The deflection portion 38 has a first deflection portion 60 defining a first width 62, a central deflection portion 64 integrally formed with the first deflection portion 60 and defining a central width 66, and a second deflection portion 68 integrally formed with the central deflection portion 64 and defining a second width 70. The first deflection portion 60 is integrally formed with a first attachment portion 36-1 of the flexure member 34 while the second deflection portion 68 is integrally formed with a second attachment portion 36-2 of the flexure member 34. As illustrated, the center width 66 of the central deflection portion 64 is smaller than either the first width 62 of the first deflection portion 60 or the second width 70 of the second deflection portion 68. The central deflection portion 64, therefore, is relatively thinner than the first deflection portion 60 or the second deflection portion 68.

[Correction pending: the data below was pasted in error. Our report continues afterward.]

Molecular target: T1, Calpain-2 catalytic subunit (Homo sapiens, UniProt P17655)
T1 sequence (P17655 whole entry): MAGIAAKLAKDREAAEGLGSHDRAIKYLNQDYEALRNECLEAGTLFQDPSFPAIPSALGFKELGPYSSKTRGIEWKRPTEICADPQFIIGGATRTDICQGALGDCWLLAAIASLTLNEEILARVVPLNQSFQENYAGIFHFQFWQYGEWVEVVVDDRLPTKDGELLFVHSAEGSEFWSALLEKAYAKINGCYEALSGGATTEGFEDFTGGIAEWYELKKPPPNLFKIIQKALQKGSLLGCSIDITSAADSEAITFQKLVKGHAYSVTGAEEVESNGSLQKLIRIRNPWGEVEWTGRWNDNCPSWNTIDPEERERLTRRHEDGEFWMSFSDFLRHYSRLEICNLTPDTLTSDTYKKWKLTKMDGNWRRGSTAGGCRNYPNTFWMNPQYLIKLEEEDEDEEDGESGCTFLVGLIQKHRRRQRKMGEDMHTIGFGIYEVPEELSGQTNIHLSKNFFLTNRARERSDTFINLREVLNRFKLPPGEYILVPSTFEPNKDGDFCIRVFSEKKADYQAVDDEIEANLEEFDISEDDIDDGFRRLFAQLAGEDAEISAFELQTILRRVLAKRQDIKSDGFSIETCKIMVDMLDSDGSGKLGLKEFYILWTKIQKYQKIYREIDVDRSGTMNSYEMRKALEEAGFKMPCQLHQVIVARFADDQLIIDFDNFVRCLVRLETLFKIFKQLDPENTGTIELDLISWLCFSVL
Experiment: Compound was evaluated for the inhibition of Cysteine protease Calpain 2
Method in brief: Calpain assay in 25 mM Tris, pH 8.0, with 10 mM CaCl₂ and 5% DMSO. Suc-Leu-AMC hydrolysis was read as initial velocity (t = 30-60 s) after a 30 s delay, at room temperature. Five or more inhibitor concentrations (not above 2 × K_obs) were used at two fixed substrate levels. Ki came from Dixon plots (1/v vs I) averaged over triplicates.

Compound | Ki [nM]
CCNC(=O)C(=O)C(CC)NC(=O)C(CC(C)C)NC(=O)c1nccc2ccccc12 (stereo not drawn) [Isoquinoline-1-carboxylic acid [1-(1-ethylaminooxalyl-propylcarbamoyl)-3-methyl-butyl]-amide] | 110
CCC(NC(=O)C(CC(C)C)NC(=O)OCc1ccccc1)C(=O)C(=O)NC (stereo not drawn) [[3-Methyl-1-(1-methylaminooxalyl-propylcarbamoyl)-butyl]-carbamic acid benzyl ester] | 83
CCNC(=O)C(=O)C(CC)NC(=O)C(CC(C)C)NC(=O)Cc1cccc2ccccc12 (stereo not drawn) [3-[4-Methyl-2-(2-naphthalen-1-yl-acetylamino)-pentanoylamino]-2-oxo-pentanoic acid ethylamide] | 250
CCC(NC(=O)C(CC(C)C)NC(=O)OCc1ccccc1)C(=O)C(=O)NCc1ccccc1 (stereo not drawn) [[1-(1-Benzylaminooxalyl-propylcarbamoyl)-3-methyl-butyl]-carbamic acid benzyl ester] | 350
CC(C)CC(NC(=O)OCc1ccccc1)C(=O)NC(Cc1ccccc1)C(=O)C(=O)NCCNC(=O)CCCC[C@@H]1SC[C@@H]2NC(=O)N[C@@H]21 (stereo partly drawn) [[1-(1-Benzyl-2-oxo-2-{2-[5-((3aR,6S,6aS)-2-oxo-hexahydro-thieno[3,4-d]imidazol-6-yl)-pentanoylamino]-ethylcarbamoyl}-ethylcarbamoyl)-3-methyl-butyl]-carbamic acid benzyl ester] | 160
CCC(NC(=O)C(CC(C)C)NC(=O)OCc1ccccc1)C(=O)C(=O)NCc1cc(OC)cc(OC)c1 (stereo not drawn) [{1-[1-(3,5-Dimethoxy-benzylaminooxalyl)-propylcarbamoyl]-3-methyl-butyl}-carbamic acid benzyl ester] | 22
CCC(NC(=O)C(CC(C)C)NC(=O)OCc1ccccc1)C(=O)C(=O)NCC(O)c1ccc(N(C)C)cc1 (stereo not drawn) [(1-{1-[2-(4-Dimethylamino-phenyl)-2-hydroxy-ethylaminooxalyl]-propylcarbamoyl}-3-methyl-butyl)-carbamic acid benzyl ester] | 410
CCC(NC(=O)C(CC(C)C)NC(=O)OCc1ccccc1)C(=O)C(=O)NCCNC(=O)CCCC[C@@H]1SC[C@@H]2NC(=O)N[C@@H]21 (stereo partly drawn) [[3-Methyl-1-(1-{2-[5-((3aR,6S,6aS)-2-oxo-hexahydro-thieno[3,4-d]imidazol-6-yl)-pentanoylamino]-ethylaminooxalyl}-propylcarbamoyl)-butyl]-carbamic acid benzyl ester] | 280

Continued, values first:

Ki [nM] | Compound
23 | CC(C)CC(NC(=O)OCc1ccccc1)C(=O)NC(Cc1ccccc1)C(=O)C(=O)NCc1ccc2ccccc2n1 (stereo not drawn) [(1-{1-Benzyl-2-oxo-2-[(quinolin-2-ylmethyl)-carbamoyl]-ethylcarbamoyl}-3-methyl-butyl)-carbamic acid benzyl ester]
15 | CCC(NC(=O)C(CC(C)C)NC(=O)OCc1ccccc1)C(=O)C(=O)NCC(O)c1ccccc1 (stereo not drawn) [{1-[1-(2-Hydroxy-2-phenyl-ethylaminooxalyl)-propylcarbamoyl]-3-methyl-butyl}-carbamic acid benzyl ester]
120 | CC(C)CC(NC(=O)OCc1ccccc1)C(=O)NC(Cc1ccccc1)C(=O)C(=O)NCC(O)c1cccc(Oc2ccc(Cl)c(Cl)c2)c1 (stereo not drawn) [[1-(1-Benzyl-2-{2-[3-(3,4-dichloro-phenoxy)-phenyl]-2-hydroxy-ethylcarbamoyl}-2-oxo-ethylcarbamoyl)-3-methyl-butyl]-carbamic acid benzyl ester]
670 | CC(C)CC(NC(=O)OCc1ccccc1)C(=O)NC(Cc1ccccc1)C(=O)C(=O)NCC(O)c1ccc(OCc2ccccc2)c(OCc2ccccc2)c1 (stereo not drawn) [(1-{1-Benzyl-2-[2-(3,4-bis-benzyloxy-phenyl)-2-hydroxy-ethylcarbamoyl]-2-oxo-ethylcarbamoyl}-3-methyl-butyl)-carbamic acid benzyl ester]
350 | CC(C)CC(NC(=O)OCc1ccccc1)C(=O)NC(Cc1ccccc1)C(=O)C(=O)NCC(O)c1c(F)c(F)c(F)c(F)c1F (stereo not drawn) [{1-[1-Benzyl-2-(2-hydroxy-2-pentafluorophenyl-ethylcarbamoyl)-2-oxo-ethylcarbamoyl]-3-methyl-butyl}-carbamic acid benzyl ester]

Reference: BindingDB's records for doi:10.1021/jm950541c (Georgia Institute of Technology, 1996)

When the flexure member 34 contacts the circuit board component 24, in one arrangement, the central deflection portion 64 contacts the surface 25 of the circuit board component 24 and generates a stress on the circuit board component 24. For example, as illustrated in FIG. 4, the shaded area of the of the central deflection portion 64 represents the contact area between the circuit board component 24 and the flexure member 34 (e.g., the area on the circuit board component 24 stressed by the flexure member). In the flexure member 34 of FIG. 4, the width 66 of the central deflection portion 64 relative to the widths 62, 70 of the first deflection portion 62 or the second deflection portion 68 minimizes the application of a stress along an edge 72 of the circuit board component 24. By limiting the amount of stress on the edge 72 of a circuit board component 24, such as a circuit board component attached to the circuit board 22 using an array of solder balls, the flexure member 34 minimizes damage to the solder balls in proximity to the edge 72 of the circuit board component 24.